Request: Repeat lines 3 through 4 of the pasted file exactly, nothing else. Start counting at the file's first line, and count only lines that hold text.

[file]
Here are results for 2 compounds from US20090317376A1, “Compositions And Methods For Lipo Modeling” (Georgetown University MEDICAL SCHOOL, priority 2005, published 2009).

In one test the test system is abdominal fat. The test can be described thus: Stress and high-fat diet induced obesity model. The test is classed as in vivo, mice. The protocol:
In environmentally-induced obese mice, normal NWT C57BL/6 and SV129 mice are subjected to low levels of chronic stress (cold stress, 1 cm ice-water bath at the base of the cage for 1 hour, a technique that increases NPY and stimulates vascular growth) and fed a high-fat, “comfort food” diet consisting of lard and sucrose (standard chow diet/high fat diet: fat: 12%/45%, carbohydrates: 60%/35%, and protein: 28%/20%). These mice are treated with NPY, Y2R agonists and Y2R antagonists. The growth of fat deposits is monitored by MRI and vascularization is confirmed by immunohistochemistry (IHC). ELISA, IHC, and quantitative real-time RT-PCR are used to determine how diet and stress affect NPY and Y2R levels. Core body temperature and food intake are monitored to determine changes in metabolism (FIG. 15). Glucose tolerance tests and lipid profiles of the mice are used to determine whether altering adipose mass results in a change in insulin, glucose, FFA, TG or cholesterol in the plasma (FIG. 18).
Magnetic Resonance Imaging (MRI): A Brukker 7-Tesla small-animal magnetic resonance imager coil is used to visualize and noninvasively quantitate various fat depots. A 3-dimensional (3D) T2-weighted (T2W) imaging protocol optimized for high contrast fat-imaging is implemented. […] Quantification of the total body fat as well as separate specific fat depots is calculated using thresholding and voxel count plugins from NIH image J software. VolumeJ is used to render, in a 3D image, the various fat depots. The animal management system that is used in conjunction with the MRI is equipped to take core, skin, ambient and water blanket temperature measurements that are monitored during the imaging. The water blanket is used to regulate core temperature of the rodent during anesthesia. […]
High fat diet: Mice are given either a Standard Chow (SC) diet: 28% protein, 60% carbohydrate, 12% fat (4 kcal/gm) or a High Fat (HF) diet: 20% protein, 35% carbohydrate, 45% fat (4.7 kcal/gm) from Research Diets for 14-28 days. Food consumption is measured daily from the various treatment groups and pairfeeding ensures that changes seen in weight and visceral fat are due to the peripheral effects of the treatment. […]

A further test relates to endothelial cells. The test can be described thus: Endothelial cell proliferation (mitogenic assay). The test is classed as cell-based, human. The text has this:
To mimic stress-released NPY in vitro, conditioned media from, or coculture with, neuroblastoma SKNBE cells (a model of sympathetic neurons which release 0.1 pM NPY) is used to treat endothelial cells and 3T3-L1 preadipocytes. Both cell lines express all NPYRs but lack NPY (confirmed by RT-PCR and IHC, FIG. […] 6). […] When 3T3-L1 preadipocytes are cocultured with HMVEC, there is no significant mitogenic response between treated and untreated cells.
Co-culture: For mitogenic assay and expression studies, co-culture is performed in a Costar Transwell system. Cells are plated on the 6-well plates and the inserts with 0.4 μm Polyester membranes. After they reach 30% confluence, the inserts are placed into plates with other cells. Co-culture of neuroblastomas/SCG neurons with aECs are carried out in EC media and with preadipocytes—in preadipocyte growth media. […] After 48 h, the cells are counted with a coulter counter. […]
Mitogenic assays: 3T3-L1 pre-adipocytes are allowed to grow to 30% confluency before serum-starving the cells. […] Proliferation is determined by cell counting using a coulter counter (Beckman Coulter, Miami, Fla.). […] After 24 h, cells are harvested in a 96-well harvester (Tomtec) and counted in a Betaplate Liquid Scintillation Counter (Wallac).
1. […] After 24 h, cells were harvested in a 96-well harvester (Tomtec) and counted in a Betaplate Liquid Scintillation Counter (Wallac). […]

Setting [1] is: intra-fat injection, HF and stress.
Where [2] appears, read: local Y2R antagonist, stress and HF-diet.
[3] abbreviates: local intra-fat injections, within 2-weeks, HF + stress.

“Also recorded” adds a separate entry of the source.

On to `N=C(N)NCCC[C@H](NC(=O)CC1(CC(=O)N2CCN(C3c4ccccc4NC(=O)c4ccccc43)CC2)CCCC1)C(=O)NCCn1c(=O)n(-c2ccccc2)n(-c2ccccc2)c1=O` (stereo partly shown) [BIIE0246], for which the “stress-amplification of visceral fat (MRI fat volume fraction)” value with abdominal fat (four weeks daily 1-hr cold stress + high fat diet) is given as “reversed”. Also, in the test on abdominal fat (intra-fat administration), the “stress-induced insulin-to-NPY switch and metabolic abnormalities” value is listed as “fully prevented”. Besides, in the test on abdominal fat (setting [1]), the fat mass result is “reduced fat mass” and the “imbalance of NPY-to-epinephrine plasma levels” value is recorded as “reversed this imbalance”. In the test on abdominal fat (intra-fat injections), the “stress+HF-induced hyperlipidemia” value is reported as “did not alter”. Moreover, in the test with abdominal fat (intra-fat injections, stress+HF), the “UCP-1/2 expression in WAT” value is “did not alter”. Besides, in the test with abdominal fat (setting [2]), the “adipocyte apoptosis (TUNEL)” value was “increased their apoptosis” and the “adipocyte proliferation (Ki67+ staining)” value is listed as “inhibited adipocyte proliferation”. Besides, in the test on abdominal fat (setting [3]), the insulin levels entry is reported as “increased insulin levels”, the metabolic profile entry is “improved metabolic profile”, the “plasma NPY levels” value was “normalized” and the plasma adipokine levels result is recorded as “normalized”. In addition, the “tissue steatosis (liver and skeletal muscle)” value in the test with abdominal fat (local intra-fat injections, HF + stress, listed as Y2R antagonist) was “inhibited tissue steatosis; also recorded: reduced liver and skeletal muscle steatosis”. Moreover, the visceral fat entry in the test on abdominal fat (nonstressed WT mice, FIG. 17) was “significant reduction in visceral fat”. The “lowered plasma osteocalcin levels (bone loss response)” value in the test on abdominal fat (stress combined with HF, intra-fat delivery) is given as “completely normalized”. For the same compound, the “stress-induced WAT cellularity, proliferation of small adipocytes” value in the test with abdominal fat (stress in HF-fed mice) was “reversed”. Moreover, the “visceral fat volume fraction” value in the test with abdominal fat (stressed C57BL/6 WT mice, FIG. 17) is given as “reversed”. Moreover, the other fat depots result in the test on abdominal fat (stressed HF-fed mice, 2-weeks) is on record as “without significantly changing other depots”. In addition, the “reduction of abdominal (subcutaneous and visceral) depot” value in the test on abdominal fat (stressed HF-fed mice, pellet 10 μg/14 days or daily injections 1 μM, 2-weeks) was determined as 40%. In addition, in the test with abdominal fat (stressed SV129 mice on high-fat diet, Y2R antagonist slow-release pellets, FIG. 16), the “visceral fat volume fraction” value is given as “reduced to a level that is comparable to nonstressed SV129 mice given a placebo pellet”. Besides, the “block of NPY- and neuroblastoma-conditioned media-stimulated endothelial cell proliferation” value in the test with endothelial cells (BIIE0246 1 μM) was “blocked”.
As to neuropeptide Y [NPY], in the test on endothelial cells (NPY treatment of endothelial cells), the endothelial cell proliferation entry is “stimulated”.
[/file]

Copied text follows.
In environmentally-induced obese mice, normal NWT C57BL/6 and SV129 mice are subjected to low levels of chronic stress (cold stress, 1 cm ice-water bath at the base of the cage for 1 hour, a technique that increases NPY and stimulates vascular growth) and fed a high-fat, “comfort food” diet consisting of lard and sucrose (standard chow diet/high fat diet: fat: 12%/45%, carbohydrates: 60%/35%, and protein: 28%/20%). These mice are treated with NPY, Y2R agonists and Y2R antagonists. The growth of fat deposits is monitored by MRI and vascularization is confirmed by immunohistochemistry (IHC). ELISA, IHC, and quantitative real-time RT-PCR are used to determine how diet and stress affect NPY and Y2R levels. Core body temperature and food intake are monitored to determine changes in metabolism (FIG. 15). Glucose tolerance tests and lipid profiles of the mice are used to determine whether altering adipose mass results in a change in insulin, glucose, FFA, TG or cholesterol in the plasma (FIG. 18).
Magnetic Resonance Imaging (MRI): A Brukker 7-Tesla small-animal magnetic resonance imager coil is used to visualize and noninvasively quantitate various fat depots. A 3-dimensional (3D) T2-weighted (T2W) imaging protocol optimized for high contrast fat-imaging is implemented. […] Quantification of the total body fat as well as separate specific fat depots is calculated using thresholding and voxel count plugins from NIH image J software. VolumeJ is used to render, in a 3D image, the various fat depots. The animal management system that is used in conjunction with the MRI is equipped to take core, skin, ambient and water blanket temperature measurements that are monitored during the imaging. The water blanket is used to regulate core temperature of the rodent during anesthesia. […]